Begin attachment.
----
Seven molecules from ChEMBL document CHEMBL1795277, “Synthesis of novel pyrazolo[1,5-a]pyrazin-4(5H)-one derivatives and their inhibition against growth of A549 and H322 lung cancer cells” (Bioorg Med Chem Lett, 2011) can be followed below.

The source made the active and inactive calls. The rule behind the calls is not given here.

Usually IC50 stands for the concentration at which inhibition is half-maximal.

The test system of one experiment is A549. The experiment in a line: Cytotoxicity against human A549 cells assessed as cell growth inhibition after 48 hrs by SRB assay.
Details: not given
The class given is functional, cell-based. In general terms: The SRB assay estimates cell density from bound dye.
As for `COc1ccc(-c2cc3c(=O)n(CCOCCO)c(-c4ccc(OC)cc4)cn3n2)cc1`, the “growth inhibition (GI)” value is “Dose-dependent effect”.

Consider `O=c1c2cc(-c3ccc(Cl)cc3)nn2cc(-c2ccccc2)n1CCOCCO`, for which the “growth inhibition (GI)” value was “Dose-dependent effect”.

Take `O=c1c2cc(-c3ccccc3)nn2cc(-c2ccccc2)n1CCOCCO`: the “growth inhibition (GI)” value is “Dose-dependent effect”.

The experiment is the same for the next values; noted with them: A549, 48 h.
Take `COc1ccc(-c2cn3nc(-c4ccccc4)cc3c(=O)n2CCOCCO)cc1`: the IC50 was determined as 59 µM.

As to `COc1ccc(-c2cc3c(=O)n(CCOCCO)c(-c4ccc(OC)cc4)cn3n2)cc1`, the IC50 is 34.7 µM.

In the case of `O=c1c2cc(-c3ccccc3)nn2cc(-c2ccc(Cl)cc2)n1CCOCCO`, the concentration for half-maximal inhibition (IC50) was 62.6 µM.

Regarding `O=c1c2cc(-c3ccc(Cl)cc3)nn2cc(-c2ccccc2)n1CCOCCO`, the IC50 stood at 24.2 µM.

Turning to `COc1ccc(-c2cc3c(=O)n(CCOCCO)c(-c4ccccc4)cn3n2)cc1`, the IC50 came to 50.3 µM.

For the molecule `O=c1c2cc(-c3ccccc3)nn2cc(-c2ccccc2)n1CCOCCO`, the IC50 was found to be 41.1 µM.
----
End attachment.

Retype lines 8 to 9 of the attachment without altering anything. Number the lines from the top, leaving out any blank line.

Consider `O=c1c2cc(-c3ccc(Cl)cc3)nn2cc(-c2ccccc2)n1CCOCCO`, for which the “growth inhibition (GI)” value was “Dose-dependent effect”.

Take `O=c1c2cc(-c3ccccc3)nn2cc(-c2ccccc2)n1CCOCCO`: the “growth inhibition (GI)” value is “Dose-dependent effect”.